March revolution in Paraguay?
Paraguay is witnessing an explosion of mass protest over government mishandling of the COVID-19 crisis. With hospitals overwhelmed and infections soaring, teachers refused orders for a mandatory return to classes on March 2. The following day, nurses, doctors, patients and their families demonstrated outside the main hospital in the capital Asunción to protest the lack of vaccines, protective equipment and basic medications. On March 5, widespread protests escalated to clashes with the riot police, leaving one demonstrator dead and several injured. President Mario Abdo Benítez of the conservative Colorado Party offered dialogue and forced the resignation of several cabinet members, including health minister Julio Mazzoleni. But protesters are continuing to mobilize, demanding the resignation of Abdo himself and his entire government, under the slogan !Que se vayan todos! (Throw them all out!)
Protests are being organized under the hashtag #EstoyParaElMarzoParaguayo2021, or "I am for the Paraguayan March 2021." This is a reference to several political upheavals in the country's history that took place in the month of March: the 1947 military rebellion against a Colorado Party dictatorship, which sparked a brief civil war; the 1999 "Marzo Paraguayo" popular uprising against another corrupt government of the still-ruling Colorado Party, which did succeed in forcing the resignation of the president, and the exile and later imprisonment of longtime party patriarch Lino Oviedo; and the 2017 protests against the attempt of yet another Colorado Party president, Horacio Cartes, to change the constitution to allow him to stand for another term of office. (Telam, AFP, NYT, Rio Times, In Defense of Marxism)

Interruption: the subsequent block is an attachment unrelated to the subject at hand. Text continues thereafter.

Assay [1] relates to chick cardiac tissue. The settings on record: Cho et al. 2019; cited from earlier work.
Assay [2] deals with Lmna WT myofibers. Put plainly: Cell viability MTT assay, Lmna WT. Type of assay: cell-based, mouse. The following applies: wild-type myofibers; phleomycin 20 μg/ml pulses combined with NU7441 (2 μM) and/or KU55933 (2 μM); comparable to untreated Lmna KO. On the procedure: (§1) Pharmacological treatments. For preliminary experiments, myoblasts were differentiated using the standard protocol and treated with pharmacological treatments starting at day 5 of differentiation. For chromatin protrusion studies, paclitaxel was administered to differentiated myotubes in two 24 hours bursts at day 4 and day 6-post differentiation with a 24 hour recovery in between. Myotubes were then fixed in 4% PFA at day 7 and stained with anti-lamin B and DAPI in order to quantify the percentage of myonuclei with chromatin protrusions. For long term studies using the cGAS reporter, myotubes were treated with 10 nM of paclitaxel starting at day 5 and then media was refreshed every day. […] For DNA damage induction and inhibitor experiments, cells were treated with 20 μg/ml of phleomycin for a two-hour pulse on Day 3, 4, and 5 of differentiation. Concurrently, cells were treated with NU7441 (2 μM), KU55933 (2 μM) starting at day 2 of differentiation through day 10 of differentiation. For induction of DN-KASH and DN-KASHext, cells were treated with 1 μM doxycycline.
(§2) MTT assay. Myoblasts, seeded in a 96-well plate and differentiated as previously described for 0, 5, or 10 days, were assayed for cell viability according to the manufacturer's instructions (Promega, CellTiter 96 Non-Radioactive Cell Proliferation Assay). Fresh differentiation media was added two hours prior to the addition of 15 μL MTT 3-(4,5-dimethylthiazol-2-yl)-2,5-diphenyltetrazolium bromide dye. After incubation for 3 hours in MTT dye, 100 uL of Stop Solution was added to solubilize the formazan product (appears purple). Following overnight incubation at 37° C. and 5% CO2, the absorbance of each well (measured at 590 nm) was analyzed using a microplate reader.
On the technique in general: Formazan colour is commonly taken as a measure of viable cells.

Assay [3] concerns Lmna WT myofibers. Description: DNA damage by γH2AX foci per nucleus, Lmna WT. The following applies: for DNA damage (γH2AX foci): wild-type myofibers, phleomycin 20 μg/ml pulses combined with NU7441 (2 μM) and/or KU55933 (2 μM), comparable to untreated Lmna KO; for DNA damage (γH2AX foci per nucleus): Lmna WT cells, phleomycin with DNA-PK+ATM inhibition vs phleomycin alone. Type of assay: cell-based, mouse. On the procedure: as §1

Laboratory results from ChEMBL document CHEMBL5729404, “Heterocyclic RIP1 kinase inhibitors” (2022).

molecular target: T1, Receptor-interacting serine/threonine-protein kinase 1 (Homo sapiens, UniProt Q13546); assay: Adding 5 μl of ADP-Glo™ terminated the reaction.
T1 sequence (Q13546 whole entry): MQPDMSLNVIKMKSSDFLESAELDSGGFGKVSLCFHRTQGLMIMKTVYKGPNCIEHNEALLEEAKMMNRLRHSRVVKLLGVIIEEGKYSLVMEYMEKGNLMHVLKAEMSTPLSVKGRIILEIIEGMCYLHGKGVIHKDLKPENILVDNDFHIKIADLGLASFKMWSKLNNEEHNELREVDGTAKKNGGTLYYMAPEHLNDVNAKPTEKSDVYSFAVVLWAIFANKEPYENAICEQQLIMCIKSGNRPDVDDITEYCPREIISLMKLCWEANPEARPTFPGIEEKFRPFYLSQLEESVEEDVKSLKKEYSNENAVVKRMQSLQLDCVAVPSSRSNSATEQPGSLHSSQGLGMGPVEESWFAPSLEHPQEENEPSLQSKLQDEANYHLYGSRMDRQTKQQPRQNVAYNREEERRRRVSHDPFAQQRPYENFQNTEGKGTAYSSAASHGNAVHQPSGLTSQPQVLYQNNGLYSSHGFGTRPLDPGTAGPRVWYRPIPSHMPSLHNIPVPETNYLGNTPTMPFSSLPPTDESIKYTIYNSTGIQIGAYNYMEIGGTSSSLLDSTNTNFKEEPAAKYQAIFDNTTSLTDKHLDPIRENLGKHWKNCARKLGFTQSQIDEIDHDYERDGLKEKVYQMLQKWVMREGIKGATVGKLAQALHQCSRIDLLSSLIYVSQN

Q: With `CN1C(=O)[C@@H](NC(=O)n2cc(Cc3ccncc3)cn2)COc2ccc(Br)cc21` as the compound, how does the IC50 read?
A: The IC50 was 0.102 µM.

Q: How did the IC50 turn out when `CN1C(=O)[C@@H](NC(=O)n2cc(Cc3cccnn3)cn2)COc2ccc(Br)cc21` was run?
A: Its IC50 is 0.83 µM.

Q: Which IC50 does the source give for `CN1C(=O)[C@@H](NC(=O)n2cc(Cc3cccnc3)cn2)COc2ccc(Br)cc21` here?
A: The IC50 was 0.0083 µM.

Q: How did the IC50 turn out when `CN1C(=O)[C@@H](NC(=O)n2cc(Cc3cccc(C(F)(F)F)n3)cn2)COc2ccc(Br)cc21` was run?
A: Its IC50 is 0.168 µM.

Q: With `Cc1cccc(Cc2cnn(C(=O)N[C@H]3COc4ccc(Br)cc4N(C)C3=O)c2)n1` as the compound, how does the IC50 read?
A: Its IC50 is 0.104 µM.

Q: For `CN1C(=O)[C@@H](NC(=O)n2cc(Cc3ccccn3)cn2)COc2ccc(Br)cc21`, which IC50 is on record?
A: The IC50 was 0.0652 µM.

Deadly prison uprising
Two weeks before the current protest wave began, Latin America’s deepening prison crisis saw its latest irruption in Paraguay, A riot at the country's largest penitentiary, Tacumbú in Asunción, left six inmates dead—including three by decapitation. Several guards were also taken hostage before the uprising was put down at the dangerously overcrowded facility. Authorities said the riot began with fighting between members of the local Paraguayan crime network, the Clan Rotela, and followers of Brazil's more powerful criminal machine, the First Capital Command. (Daily Mail, Feb. 18; El País, Feb. 17)